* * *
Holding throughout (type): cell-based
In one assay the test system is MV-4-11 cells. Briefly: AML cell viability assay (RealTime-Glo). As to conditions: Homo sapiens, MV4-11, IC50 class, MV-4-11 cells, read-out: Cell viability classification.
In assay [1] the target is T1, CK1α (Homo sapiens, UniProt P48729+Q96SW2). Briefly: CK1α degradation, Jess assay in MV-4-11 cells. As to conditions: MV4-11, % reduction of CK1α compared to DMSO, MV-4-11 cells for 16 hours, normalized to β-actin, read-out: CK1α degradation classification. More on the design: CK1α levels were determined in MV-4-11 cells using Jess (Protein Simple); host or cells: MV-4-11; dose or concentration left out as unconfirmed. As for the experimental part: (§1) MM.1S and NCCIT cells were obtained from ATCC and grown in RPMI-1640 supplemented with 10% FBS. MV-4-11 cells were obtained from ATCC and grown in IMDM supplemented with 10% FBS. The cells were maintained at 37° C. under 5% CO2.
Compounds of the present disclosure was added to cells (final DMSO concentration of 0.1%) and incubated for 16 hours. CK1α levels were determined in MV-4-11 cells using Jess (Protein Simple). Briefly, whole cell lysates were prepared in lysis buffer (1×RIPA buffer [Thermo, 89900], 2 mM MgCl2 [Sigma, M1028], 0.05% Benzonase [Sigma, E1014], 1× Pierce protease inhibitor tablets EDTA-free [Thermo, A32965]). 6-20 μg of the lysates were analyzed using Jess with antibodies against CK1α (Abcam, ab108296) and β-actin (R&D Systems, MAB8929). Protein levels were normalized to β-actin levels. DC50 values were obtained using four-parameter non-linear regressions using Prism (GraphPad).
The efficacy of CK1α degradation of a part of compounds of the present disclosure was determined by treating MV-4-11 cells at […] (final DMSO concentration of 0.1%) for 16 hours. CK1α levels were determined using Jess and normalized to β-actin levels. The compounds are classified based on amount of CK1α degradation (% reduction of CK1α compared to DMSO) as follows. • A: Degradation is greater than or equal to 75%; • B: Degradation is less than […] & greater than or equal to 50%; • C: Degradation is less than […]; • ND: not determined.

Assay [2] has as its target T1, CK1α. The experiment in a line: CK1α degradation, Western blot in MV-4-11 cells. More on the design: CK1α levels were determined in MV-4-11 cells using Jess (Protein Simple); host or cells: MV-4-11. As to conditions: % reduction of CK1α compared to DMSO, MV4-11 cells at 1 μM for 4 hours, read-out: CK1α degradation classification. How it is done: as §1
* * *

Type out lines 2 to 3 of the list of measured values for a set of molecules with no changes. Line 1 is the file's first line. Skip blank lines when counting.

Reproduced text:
In one assay the test system is MV-4-11 cells. Briefly: AML cell viability assay (RealTime-Glo). As to conditions: Homo sapiens, MV4-11, IC50 class, MV-4-11 cells, read-out: Cell viability classification.
In assay [1] the target is T1, CK1α (Homo sapiens, UniProt P48729+Q96SW2). Briefly: CK1α degradation, Jess assay in MV-4-11 cells. As to conditions: MV4-11, % reduction of CK1α compared to DMSO, MV-4-11 cells for 16 hours, normalized to β-actin, read-out: CK1α degradation classification. More on the design: CK1α levels were determined in MV-4-11 cells using Jess (Protein Simple); host or cells: MV-4-11; dose or concentration left out as unconfirmed. As for the experimental part: (§1) MM.1S and NCCIT cells were obtained from ATCC and grown in RPMI-1640 supplemented with 10% FBS. MV-4-11 cells were obtained from ATCC and grown in IMDM supplemented with 10% FBS. The cells were maintained at 37° C. under 5% CO2.